Recent 'alarmist' reports in Australian newspapers have suggested that the 21st century, and indeed the next decade, may see a return to intense competition over resources, especially energy resources. Based on the rapid growth of East Asian economies, it has been suggested that China in particular may need to become a net importer of such resources on a huge scale, a trend followed to a lesser decree by other developing nations in Asia. Although extrapolated rather directly from current trends, this viewpoint fits in with a range of disputes and/or agreements over resources on a worldwide basis. Chinese and Southeast Asian claims over the Spratlys, Australian and Indonesian agreement, disputed by Portugal at the International Court, on usage of in the Timor Gap, the Gulf War itself driven in part by claims over access to Kuwait's oil, and recent conflicting claims by Russia and Azerbaijan over oil in the Caspian Sea are a few examples of the way resource issues have re-emerged as a major factor in international relations. The following article is a timely analysis of the way energy resources,and oil in particular, have impacted on the behaviour of powerful nations throughout the twentieth century.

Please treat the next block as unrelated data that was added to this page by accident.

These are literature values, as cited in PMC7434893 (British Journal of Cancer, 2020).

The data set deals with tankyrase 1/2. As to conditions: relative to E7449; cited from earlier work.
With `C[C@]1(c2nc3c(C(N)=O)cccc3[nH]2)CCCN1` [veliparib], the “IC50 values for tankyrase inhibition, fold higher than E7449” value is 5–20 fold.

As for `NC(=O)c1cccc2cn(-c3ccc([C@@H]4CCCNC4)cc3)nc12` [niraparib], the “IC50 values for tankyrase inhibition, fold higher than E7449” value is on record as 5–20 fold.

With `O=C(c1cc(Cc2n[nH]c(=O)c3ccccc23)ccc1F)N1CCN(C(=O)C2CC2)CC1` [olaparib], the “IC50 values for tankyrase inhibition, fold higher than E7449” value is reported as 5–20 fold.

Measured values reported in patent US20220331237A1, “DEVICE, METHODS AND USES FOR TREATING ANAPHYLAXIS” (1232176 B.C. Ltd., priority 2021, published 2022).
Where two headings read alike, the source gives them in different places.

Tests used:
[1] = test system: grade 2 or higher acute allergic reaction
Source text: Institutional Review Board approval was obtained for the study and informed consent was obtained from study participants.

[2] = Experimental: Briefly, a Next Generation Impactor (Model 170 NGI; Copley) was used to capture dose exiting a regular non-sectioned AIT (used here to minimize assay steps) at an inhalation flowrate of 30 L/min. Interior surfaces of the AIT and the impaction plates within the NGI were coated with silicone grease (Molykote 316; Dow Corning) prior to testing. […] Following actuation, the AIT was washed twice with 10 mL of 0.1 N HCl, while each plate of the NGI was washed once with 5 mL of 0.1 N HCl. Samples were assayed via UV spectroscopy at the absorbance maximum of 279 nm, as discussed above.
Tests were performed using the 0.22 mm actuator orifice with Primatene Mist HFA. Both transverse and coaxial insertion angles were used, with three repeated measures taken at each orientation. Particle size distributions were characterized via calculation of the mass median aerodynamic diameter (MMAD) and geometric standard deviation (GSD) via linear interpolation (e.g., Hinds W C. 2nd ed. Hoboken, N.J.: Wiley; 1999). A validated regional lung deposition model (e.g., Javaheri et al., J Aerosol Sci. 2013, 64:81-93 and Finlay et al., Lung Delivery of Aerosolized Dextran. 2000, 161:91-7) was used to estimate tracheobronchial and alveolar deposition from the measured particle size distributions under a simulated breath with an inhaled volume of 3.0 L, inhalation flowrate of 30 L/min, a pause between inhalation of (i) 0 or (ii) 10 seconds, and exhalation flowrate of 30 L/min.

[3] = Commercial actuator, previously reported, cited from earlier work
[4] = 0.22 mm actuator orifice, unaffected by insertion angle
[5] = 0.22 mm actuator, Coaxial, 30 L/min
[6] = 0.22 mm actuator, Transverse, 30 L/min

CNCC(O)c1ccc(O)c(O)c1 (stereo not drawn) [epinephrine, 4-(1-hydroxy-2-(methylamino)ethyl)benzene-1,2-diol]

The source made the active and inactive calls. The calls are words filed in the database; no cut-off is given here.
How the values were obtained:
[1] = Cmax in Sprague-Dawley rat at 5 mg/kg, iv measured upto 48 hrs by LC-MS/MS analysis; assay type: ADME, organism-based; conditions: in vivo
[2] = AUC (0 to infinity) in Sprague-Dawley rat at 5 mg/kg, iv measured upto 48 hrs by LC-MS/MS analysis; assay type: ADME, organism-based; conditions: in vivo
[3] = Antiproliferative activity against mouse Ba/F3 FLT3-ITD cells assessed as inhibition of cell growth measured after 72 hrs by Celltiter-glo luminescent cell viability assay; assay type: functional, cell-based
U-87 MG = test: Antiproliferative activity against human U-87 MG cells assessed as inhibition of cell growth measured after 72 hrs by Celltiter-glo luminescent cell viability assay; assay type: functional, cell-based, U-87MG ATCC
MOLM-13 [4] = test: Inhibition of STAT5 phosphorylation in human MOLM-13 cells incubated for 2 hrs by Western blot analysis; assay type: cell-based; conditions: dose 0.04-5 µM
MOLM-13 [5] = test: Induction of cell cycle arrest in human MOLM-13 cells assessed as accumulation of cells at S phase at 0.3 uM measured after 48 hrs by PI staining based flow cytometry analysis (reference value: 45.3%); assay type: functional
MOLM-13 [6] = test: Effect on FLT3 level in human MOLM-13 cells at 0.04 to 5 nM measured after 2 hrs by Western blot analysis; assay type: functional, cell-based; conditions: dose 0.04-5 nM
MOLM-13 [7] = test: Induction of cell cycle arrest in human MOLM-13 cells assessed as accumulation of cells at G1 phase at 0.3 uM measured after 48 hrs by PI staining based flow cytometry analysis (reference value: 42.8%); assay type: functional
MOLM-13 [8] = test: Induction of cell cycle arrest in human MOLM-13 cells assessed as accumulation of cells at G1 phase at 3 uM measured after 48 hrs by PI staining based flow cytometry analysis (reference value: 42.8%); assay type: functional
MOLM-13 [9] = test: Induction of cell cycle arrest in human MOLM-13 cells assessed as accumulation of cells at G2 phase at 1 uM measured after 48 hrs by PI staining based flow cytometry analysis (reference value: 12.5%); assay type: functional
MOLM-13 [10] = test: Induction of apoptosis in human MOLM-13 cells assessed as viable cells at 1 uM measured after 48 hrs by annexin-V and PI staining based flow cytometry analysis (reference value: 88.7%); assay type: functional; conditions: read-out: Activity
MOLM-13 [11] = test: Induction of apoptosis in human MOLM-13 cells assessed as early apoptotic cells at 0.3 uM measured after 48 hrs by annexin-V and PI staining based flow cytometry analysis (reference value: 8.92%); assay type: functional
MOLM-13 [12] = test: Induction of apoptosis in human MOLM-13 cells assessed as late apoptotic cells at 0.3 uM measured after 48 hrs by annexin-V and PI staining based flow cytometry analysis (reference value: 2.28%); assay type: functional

"Energy and security: A retrospective analysis of the energy policies of the United States and Japan,"
Culture Mandala: The Bulletin of the Centre for East-West Cultural and Economic Studies:
2, Article 2.
Available at: http://epublications.bond.edu.au/cm/vol1/iss2/2